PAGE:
The Wearable boogeyman, does he exist? Well I think that depends on who you are asking. I recently entered into a friendly debate with a FashNerd reader about the health risks involved when it comes to adorning wearables and clothes embedded with technology. After our chat, I decided to put ‘pen to paper’, not so much to preach, but more to continue this rather controversial conversation that seems to court conflicting opinion.
You cannot ignore the palpable excitement that surrounds the advancement of new technology. It is this excitement that has seen the growth of wearables gain momentum. The flip side of all this excitement is the health concerns that have been raised with regards to wearables. Many fear that exposure to the new technology could, especially if its is embedded, in the long run, result in the big C. This is not an unusual concern. With advancement comes risks, which brings up the question, is it all worth it?
In the 90’s it was all about the mobile phone. It first started off as whispers, but soon those whispers turned into loud voices that shouted about the risks of using the mobile phone. Health studies stated that we were “frying our brain” every time we held our mobile phone close to our ear. So when we were armed with this information, why did we not throw away our way Nokia? Any sane person would right? Instead like magpies, we found ourselves drawn to the shiny new mobiles on offer, iPhone anyone? and the risks where quickly put on the back burner. Fast Forward ten or years, we now have new technology that can potentially be embedded into our everyday clothes and such, the old problem has reared its ugly head again. Should we be saying “no” to companies like Apple and Samsung who are encouraging us to buy gadgets that we end up attaching to our bodies all day long?
According to a report from Juniper Research, a U.K-based market research firm, wearable smart device shipments are going to quadruple globally by 2017, reaching 116 million units, compared to an estimated 27 million. So who is going to tell the ol’ faithful Apple fan who has already rushed out to buy his Apple Watch? Surely we cannot tell him that his beloved smartwatch might just be human krytonite? We all know that argument that did not work for the majority of consumers who contrary to the advice given are still pretty much carrying their mobile phones around. Some parents are even continuing to buy them for their pre-teens. So in the case of The New & Hip Mobile vs Potential Health Risks, the majority threw caution to the wind, and decided to embrace the positive rather than the negative. The World Health Organization has publicly stated that, “To date, no adverse health effects have been established as being caused by mobile phone use.” They added, “The farther away a device is from one’s head, the less harmful — so texting or surfing the Web is not as dangerous as making calls where the mobile phone is only inches from the brain.”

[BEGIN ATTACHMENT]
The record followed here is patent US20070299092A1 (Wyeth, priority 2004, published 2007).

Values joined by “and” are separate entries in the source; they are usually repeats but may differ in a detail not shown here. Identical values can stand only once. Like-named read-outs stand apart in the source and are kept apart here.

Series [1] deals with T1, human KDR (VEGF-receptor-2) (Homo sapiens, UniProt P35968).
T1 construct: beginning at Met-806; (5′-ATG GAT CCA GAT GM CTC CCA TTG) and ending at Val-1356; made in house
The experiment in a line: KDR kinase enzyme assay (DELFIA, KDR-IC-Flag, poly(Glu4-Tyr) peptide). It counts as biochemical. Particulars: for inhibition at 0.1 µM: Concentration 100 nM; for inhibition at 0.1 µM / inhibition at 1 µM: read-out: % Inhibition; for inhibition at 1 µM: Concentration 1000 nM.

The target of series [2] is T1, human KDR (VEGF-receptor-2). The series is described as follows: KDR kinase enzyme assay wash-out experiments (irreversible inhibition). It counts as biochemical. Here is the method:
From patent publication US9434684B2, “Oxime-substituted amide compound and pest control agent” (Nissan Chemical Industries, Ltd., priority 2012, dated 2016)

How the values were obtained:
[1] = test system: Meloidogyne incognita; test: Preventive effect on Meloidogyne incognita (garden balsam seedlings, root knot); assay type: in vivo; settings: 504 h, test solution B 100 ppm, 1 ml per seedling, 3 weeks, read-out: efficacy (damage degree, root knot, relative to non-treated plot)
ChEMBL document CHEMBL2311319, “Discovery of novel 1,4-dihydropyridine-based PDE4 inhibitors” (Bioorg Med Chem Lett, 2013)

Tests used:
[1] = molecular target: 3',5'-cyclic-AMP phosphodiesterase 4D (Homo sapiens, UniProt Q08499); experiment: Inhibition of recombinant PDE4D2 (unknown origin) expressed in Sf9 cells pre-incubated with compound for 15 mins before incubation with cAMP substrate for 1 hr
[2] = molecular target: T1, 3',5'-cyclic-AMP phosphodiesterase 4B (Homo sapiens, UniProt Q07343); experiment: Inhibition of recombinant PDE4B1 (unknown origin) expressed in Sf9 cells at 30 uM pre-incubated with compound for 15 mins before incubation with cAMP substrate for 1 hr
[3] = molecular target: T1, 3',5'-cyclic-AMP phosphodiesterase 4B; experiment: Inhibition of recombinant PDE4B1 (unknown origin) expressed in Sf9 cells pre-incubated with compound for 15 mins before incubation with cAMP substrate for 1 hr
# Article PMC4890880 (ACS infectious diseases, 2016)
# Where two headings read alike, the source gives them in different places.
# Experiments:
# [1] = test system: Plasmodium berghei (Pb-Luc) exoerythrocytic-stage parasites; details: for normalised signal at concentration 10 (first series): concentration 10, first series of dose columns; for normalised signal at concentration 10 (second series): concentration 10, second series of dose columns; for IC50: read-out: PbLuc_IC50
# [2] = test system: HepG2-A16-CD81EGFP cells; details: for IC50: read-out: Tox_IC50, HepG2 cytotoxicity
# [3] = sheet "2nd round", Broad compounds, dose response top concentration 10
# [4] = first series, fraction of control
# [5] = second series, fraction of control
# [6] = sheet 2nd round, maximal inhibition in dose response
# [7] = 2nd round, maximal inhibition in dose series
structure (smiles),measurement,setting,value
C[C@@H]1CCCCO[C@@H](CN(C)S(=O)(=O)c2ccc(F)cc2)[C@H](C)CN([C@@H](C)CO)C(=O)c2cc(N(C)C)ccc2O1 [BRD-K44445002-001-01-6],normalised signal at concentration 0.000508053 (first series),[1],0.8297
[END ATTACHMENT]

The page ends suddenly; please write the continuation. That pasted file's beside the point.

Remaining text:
2014 was the year of the whispers. Many articles where published questioning whether internet-connected smart watches and health monitoring gadgets are responsible for putting wireless technology right into our body, which in turn increases our exposure to radio waves. It was these questions that inevitably led to questions like does wearable tech could pose health risks? Well I believe that anything new, especially anything technology related, can sometimes carry health risks. That is why I strongly stand by the fact that it is the developer/designer’s job to limit those risks to consumers and the Governments role to set the standards that they will need to abide to. On a positive note, it has been proved that most wearables use Bluetooth technology, which emits much lower levels of radio frequency. For those who are not convinced, there are also companies link Qlink, who have designed and created a line of EMF protection devices by using a unique technology known as Sympathetic Resonance Technology (SRT).
The continued advancement of Fashion Technology, Lifestyle Technology and Wearables in general will wielded more good than bad. There is always room for improvement. I think it is good to question new technology but the line of questioning should not be due to fear. There are more advantages then disadvantages when it comes to technology. For example, the design and creation of a jacket embedded with technology that could assist a diabetic should not be so easily discounted. This could be a jacket that saves a life rather than take it.
If we take a closer look, you will realise that there is currently no definitive research on the health effects of adorning wearables, we can only hypothesize. This means that the debate surrounding EMF (Electric Magnetic Fields) and SAR (Specific Absorption Rate) will continue to create two opposing arguments. In the end, it is our choice that gives us the power to weigh up whether a Fitness Tracker that uses a certain type of technology is better for us in the long run or not. Technology will always be there, that is the future we are headed towards, but it is down to us whether we choose to wear tech or not.
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